Afghan v. Japan (Prosecutor)
|Publisher||Japan: High Courts|
|Author||Hiroshima High Court|
|Publication Date||20 September 2002|
|Citation / Document Symbol||Heisei 14 (2002) U (Criminal Case) No.129|
|Cite as||Afghan v. Japan (Prosecutor), Heisei 14 (2002) U (Criminal Case) No.129, Japan: High Courts, 20 September 2002, available at: http://www.refworld.org/docid/4271e21c4.html [accessed 25 April 2015]|
|Comments||This is an unofficial translation done by UNHCR Japan|
Presiding Judge: Judge Kubo, joined by Judge Ashitaka and Judge Shimada
The original judgment shall be quashed.
The defendant shall be sentenced to a fine of JPY 300,000.
The period of the defendant's detention pending trial shall be converted into his sentence, at the rate of JPY 5,000 per each day served, up to the total amount of the fine.
The gists of the present appeal are found in the prospectus of the appeal submitted by the Prosecutor and the answers to it are found in the written defense and as well as the correction of and supplement to the written defense prepared by the Defense Council. These documents are quoted below.
The Prosecutor argues, in sum, that the original judgment misapplied Article 70-2 of the Immigration Control and Refugee Recognition Act (hereinafter referred to as "the Immigration Act") on the basis of erroneous findings due to the wrong choice of or evaluation of the evidence, by ruling that "it is proved that the defendant meets the requirements under Article 70-2 of the Immigration Act", and that "he can also be regarded as submitting a prompt report to this effect in the presence of an immigration inspector after having entered and stayed in Japan illegally" and that " [t]herefore the defendant shall be exempted from penalty".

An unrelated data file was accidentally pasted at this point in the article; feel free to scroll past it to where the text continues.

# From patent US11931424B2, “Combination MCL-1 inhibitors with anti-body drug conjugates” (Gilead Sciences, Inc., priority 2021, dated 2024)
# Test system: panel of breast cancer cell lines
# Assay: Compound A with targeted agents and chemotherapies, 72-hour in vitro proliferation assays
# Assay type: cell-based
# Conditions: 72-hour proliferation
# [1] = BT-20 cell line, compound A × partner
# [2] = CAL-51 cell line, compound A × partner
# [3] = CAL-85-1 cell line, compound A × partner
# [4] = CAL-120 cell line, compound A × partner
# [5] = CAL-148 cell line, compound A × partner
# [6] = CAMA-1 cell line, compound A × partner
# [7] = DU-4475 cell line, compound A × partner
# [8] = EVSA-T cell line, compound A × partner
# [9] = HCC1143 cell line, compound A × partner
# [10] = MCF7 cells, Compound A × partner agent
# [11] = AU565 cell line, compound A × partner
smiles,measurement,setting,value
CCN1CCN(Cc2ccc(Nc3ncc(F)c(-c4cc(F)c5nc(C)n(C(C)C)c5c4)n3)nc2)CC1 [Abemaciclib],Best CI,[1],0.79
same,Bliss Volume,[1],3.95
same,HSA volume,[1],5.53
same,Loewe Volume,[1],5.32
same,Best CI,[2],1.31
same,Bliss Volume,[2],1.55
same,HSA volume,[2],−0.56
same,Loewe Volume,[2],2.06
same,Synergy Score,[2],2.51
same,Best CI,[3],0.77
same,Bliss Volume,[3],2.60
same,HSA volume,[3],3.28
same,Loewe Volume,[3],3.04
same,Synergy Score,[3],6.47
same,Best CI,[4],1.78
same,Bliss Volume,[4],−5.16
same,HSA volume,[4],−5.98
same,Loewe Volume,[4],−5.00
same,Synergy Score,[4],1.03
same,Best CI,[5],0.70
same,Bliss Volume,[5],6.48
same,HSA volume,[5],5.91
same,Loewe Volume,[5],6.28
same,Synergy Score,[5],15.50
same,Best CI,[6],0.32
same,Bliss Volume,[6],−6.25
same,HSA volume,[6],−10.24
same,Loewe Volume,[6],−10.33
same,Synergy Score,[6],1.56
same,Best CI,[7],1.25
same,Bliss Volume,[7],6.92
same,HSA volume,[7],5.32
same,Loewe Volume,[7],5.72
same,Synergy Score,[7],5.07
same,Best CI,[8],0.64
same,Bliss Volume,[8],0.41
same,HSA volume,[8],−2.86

On the basis of the relevant evidence, the original judgment can be sustained in terms of the findings described in sections 1 and 3,of the judgment regarding the proof that the defendant meets the requirements under Article 70-2 of the Immigration Act, which can be approved as generally legitimate, including the findings about the credibility of the defendant's statements; the present Court found no need to correct the previous findings after its own inquiries into the facts. The defendant, however, cannot be regarded as having submitted a prompt report in the presence of an immigration inspector, after having entered Japan illegally, that he met the requirements under the said provisions. Therefore the original judgment made erroneous findings as far as this issue is concerned, as was argued by the Prosecutor, and thus misapplied Article 70-2 of the Immigration Act.
Now the Court examines the issues taking the Prosecutor's arguments into consideration.
Section 1: Whether the defendant qualifies as a refugee